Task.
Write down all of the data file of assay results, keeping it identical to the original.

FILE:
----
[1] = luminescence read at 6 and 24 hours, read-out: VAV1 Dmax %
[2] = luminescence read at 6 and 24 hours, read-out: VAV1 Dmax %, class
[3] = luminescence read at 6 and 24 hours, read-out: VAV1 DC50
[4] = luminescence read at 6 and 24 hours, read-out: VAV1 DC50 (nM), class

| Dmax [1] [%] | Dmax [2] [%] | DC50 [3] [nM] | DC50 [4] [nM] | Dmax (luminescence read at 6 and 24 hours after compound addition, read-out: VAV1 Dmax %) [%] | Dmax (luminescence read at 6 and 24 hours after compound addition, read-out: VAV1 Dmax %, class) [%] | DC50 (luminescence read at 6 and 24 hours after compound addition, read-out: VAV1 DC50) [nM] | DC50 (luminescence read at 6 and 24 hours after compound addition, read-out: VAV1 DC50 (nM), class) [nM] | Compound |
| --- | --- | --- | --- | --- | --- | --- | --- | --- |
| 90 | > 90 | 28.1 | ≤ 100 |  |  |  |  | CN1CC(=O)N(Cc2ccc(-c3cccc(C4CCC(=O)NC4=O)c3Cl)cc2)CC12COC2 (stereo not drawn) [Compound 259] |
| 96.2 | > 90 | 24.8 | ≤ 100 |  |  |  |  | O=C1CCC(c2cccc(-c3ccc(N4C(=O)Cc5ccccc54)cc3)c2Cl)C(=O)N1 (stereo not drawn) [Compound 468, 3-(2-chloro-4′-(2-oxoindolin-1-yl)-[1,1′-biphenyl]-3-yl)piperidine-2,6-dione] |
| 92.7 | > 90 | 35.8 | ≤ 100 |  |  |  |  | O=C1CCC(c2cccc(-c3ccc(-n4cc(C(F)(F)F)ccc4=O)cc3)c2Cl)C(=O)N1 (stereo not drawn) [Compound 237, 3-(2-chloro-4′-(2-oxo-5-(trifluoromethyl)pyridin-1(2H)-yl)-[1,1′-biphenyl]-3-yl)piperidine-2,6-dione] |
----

[1] = luminescence read at 6 and 24 hours, read-out: VAV1 Dmax %
[2] = luminescence read at 6 and 24 hours, read-out: VAV1 Dmax %, class
[3] = luminescence read at 6 and 24 hours, read-out: VAV1 DC50
[4] = luminescence read at 6 and 24 hours, read-out: VAV1 DC50 (nM), class

| Dmax [1] [%] | Dmax [2] [%] | DC50 [3] [nM] | DC50 [4] [nM] | Dmax (luminescence read at 6 and 24 hours after compound addition, read-out: VAV1 Dmax %) [%] | Dmax (luminescence read at 6 and 24 hours after compound addition, read-out: VAV1 Dmax %, class) [%] | DC50 (luminescence read at 6 and 24 hours after compound addition, read-out: VAV1 DC50) [nM] | DC50 (luminescence read at 6 and 24 hours after compound addition, read-out: VAV1 DC50 (nM), class) [nM] | Compound |
| --- | --- | --- | --- | --- | --- | --- | --- | --- |
| 90 | > 90 | 28.1 | ≤ 100 |  |  |  |  | CN1CC(=O)N(Cc2ccc(-c3cccc(C4CCC(=O)NC4=O)c3Cl)cc2)CC12COC2 (stereo not drawn) [Compound 259] |
| 96.2 | > 90 | 24.8 | ≤ 100 |  |  |  |  | O=C1CCC(c2cccc(-c3ccc(N4C(=O)Cc5ccccc54)cc3)c2Cl)C(=O)N1 (stereo not drawn) [Compound 468, 3-(2-chloro-4′-(2-oxoindolin-1-yl)-[1,1′-biphenyl]-3-yl)piperidine-2,6-dione] |
| 92.7 | > 90 | 35.8 | ≤ 100 |  |  |  |  | O=C1CCC(c2cccc(-c3ccc(-n4cc(C(F)(F)F)ccc4=O)cc3)c2Cl)C(=O)N1 (stereo not drawn) [Compound 237, 3-(2-chloro-4′-(2-oxo-5-(trifluoromethyl)pyridin-1(2H)-yl)-[1,1′-biphenyl]-3-yl)piperidine-2,6-dione] |